You have to say goodbye to family and friends (at least until you’re next home), store or sell almost all of your belongings, and pre-plan almost everything. You have to adapt to new situations quickly and, depending on if you’re able to meet people, deal with the loneliness of being by yourself in a place far from home.
It can be a lot to take on, and if you’ve settled down, are part of a tight-knit community in-person, or have a non-nomad partner or children, there’s a good chance that digital nomadism doesn’t fit your interests at all.
But, if you are someone who’s passionate about new experiences, is aware of the sacrifices you have to make, and you’ve got the backing of a supportive community like XWP behind you, nomadism can be the key to a life of adventure and exploration—without sacrificing your career.
It all comes back to this idea of fulfillment and living a life that works for you, and location independence has a tonne of benefits even if you don’t travel—and if you really need that getaway, workcations are the perfect mixture of work and pleasure.
Digital Nomad FAQs
Is Being a Digital Nomad Worth it?I think it depends! For me, the answer was a resounding yes, but for others, the sacrifices you have to make might outweigh the reward of traveling.
If you’re on the fence about becoming a digital nomad, I’d recommend taking a workcation first. That way you can see if it’s something you could see yourself doing full-time.
Is Being a Digital Nomad Easy?This is a difficult one. Moving constantly adds a bunch of extra complexity to your life—but that’s not to say that it doesn’t become easier over time.
Things like planning accommodation, visas, and figuring out whether or not the wifi is going to be good enough become second nature fairly quickly, but you also have to be reactive to a lot of risks and variables.
What if the infrastructure goes down (this has happened to me a few times in more remote areas), or if you arrive and your accommodation isn’t comfortable enough to work in? You have to consider these things on the fly and know how to arrange alternatives.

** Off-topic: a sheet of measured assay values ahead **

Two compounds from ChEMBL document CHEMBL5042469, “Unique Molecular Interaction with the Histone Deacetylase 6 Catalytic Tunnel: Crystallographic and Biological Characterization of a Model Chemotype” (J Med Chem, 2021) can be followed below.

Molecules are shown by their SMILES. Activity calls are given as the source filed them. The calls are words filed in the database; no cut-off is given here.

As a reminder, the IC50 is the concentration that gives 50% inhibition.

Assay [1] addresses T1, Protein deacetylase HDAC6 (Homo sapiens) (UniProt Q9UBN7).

Could Digital Nomadism Become Commonplace?In my opinion yes, but it’s going to take time.
The COVID Pandemic saw a huge shift in the workforce going remote, and now, many businesses have been faced with a choice. Continue to allow remote work and embrace the flexibility it allows, or force people to return to the office.
This has sparked some mixed reactions in the business world, with huge companies such as Airbnb going all-remote, whilst influential thought leaders like Stephen Bartlett and Malcolm Gladwell coming out in opposition.
It’s too early to say what is going to happen long-term, but for now, my colleague Leo Postovoit has written a fantastic article dissecting the anti-remote argument which is well worth checking out.
What Do You Do With All Your Stuff?This is a question I get a lot! Before I left the UK I downsized, selling or donating anything that didn’t have sentimental value (my parents very kindly agreed to keep thhose things at their place). I then planned a wardrobe where each item of clothing has a specific purpose, and built a work setup that could fit in a backpack.
Everything I own and use day-to-day now fits in one large duffle bag and one carry-on backpack. Getting used to the minimalist way of life is difficult, but it’s incredibly rewarding when you realize just how much stuff you have that you never use. Now, I couldn’t imagine having more than just a few key items!
Where Have You Worked Since Becoming a Digital Nomad?
Lisbon, Porto, and Figueira da Foz, Portugal 🇵🇹
Toulouse, France 🇫🇷
Zurich, Switzerland 🇨🇭
Istanbul, turkey 🇹🇷
Florence, Venice and Bologna, Italy 🇮🇹
London and Carlisle, UK 🇬🇧
Buenos Aires, Argentina 🇦🇷
Santiago, Chile 🇨🇱
Rio de Janeiro, Paraty, Foz do Iguacu, and Niteroi, Brazil 🇧🇷
I’ve also taken trips to Morocco, Andorra, Liechtenstein, Uruguay and Paraguay along the way!
Where Was Your Favorite Place?Final question, since I get this one a lot—every place I visit is special in its own way, and I feel very lucky that I get to explore and create memories in each of them. But here are a few notable highlights.
If I limit the awards to locations I’ve visited since becoming a digital nomad, in my opinion:
🏆 Best Food: Italy
🏆 Best Nature: Switzerland
🏆 Most Underrated: Chile
🏆 Friendliest People: Brazil
🏆 Best Nightlife: Portugal
🏆 Best Co-Working: France
🏆Best Café Culture: Turkey